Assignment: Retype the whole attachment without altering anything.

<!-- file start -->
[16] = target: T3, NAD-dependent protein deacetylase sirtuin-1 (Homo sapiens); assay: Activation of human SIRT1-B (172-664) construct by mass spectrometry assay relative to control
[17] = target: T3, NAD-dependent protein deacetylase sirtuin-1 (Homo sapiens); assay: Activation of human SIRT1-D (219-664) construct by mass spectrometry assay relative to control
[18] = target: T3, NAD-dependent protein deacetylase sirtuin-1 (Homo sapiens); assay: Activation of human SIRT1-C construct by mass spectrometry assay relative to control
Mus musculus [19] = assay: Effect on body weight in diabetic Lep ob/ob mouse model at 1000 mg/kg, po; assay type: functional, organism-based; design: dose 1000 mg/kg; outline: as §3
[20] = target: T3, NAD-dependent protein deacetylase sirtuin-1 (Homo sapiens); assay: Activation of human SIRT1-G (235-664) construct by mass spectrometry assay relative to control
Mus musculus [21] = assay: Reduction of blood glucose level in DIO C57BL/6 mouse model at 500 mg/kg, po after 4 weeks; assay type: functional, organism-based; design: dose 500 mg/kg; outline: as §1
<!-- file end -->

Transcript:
[16] = target: T3, NAD-dependent protein deacetylase sirtuin-1 (Homo sapiens); assay: Activation of human SIRT1-B (172-664) construct by mass spectrometry assay relative to control
[17] = target: T3, NAD-dependent protein deacetylase sirtuin-1 (Homo sapiens); assay: Activation of human SIRT1-D (219-664) construct by mass spectrometry assay relative to control
[18] = target: T3, NAD-dependent protein deacetylase sirtuin-1 (Homo sapiens); assay: Activation of human SIRT1-C construct by mass spectrometry assay relative to control
Mus musculus [19] = assay: Effect on body weight in diabetic Lep ob/ob mouse model at 1000 mg/kg, po; assay type: functional, organism-based; design: dose 1000 mg/kg; outline: as §3
[20] = target: T3, NAD-dependent protein deacetylase sirtuin-1 (Homo sapiens); assay: Activation of human SIRT1-G (235-664) construct by mass spectrometry assay relative to control
Mus musculus [21] = assay: Reduction of blood glucose level in DIO C57BL/6 mouse model at 500 mg/kg, po after 4 weeks; assay type: functional, organism-based; design: dose 500 mg/kg; outline: as §1